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Kyrie Irving will not play Tuesday against the Boston Celtics

Maybe Thursday?

Kim Klement-USA TODAY Sports

There was some thought that Kyrie Irving would play during the Cavaliers' two-game road trip after David Blatt hinted at the possibility. However that possibility will not become reality. According to a report by ESPN's Dave McMenamin, Irving is physically ready to play, but the Cavs are exercising extreme caution when it comes to his return.

This provides a lot of insight into the thought process and is worth your time, but in short it comes down to the Cavs having a championship or bust mentality and want to do everything in their power to ensure that Irving is healthy and contributing as much as possible in the playoffs. While Irving has been ruled out for Tuesday's tilt against the Celtics, a return could happen Thursday at home against the Oklahoma City Thunder. A home return for a nationally-televised game against a contender does sound like a very Kyrie Irving way to return, but as the report indicated, the Cavs may elect to continue to keep Irving out of the rotation.

A few things come to mind for me. One, Kevin Love is someone who has an equally checkered past when it comes to injuries, or quite possibly worse. The Cavs electing to keep Irving on the shelf seems somewhat contradictory to how they approached Love's return, but of course not all injuries and recoveries are created equal.

The second thought I have is regarding Irving's age and lack of a recurring injury. His past injuries have all been to separate parts of his body and there have been indications in the past that significant portions of his time missed have been a result of caution on the Cavs' behalf.  Players like Russell Westbrook can go for huge stretches of time being injury free all of a sudden to fall victim to bad luck. Or they could be like Stephen Curry, who dealt with constant issues with his ankles, and at Irving's age only played 26 games. There are no guarantees, and as McMenamin pointed out, the Cavs could be running the risk of being overly protective.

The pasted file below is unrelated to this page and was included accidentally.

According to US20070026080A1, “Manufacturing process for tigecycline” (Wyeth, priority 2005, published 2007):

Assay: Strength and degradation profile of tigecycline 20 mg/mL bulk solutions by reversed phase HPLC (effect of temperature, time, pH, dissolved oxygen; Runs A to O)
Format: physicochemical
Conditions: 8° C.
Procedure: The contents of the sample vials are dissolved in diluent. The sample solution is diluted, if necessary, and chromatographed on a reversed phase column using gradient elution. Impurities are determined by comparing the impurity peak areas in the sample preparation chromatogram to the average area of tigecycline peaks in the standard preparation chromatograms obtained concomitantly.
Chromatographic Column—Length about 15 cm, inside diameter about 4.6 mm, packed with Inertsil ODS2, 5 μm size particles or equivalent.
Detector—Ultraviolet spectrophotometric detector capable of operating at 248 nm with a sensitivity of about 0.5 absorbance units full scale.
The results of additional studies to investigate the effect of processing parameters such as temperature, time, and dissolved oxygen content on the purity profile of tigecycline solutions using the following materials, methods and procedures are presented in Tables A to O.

The more productive measure would be for Irving to learn from Curry's story and strengthen other parts of his body to reduce any unnecessary strain to areas of concern as well as making alterations to his game. Irving cited earlier this year that he was planning on making changes to his game, adding floaters and avoiding hitting the ground as much. These changes likely will be far more meaningful to him staying on the court than an extra game or two on the sidelines, but we can only hope that the Cavs know what they're doing in managing his return this way.